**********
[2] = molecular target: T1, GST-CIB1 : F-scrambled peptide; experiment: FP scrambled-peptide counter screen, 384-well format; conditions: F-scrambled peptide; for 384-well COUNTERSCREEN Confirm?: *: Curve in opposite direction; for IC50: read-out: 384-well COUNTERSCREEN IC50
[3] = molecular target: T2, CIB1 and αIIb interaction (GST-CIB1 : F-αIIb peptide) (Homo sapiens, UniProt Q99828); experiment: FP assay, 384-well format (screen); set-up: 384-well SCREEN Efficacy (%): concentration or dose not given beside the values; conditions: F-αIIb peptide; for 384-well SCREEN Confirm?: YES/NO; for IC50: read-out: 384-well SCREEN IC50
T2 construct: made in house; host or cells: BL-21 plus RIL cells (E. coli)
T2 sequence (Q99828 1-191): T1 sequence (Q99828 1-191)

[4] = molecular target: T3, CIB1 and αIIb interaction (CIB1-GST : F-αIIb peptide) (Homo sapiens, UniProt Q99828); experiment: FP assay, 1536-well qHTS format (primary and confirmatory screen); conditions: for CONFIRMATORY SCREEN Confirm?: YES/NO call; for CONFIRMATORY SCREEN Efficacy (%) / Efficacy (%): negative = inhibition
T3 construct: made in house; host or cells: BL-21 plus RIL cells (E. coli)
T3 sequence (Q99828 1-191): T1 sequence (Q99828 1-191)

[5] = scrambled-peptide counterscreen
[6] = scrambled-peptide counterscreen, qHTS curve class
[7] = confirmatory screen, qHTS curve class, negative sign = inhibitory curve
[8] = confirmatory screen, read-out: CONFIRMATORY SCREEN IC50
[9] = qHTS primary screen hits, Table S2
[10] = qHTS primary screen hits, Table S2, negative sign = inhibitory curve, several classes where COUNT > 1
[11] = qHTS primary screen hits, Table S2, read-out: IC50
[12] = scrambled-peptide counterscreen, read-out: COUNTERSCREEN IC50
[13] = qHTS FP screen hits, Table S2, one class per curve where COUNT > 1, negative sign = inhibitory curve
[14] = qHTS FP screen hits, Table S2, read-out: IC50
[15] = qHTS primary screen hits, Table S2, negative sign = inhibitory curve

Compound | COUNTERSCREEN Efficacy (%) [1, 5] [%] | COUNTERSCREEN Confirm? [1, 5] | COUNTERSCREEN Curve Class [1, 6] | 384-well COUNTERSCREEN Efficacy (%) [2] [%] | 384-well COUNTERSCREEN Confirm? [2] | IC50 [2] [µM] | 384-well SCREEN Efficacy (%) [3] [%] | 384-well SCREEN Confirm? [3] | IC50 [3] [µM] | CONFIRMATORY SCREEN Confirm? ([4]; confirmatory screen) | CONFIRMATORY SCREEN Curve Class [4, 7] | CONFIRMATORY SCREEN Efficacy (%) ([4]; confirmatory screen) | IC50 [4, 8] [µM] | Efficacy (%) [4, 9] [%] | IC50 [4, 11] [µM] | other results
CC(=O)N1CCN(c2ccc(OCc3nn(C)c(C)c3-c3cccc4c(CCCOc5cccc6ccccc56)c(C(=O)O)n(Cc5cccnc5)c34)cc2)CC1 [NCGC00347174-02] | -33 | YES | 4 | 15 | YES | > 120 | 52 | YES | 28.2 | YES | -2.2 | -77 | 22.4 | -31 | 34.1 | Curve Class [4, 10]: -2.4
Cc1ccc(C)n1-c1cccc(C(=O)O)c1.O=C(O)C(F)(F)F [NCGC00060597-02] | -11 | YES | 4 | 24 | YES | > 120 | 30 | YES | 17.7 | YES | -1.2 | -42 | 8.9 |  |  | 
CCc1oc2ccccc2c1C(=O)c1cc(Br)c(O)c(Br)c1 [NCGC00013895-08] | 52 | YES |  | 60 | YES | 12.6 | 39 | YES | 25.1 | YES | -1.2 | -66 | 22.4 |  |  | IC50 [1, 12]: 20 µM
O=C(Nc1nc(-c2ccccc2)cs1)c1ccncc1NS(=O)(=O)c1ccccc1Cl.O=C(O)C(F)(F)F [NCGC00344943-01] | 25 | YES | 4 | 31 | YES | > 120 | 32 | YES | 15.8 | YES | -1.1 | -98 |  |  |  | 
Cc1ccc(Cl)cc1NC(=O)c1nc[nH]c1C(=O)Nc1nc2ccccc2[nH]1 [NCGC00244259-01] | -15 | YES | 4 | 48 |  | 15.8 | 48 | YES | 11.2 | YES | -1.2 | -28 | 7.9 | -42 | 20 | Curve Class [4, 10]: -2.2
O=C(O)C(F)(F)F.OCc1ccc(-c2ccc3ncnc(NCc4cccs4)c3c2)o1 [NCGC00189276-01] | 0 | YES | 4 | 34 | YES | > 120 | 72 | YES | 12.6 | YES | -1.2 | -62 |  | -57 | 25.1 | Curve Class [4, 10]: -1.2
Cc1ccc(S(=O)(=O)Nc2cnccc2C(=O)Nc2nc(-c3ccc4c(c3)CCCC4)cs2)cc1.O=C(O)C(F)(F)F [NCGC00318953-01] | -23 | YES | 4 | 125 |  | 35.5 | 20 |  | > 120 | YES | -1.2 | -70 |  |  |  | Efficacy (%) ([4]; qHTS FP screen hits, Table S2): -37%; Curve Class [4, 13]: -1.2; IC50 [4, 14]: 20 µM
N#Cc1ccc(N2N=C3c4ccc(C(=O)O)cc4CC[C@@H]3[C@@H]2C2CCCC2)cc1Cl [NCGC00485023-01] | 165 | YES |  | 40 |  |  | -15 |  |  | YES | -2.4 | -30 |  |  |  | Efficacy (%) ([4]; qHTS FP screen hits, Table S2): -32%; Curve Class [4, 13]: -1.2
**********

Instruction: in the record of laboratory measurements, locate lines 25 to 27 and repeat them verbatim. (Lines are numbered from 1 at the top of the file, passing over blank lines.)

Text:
O=C(O)C(F)(F)F.OCc1ccc(-c2ccc3ncnc(NCc4cccs4)c3c2)o1 [NCGC00189276-01] | 0 | YES | 4 | 34 | YES | > 120 | 72 | YES | 12.6 | YES | -1.2 | -62 |  | -57 | 25.1 | Curve Class [4, 10]: -1.2
Cc1ccc(S(=O)(=O)Nc2cnccc2C(=O)Nc2nc(-c3ccc4c(c3)CCCC4)cs2)cc1.O=C(O)C(F)(F)F [NCGC00318953-01] | -23 | YES | 4 | 125 |  | 35.5 | 20 |  | > 120 | YES | -1.2 | -70 |  |  |  | Efficacy (%) ([4]; qHTS FP screen hits, Table S2): -37%; Curve Class [4, 13]: -1.2; IC50 [4, 14]: 20 µM
N#Cc1ccc(N2N=C3c4ccc(C(=O)O)cc4CC[C@@H]3[C@@H]2C2CCCC2)cc1Cl [NCGC00485023-01] | 165 | YES |  | 40 |  |  | -15 |  |  | YES | -2.4 | -30 |  |  |  | Efficacy (%) ([4]; qHTS FP screen hits, Table S2): -32%; Curve Class [4, 13]: -1.2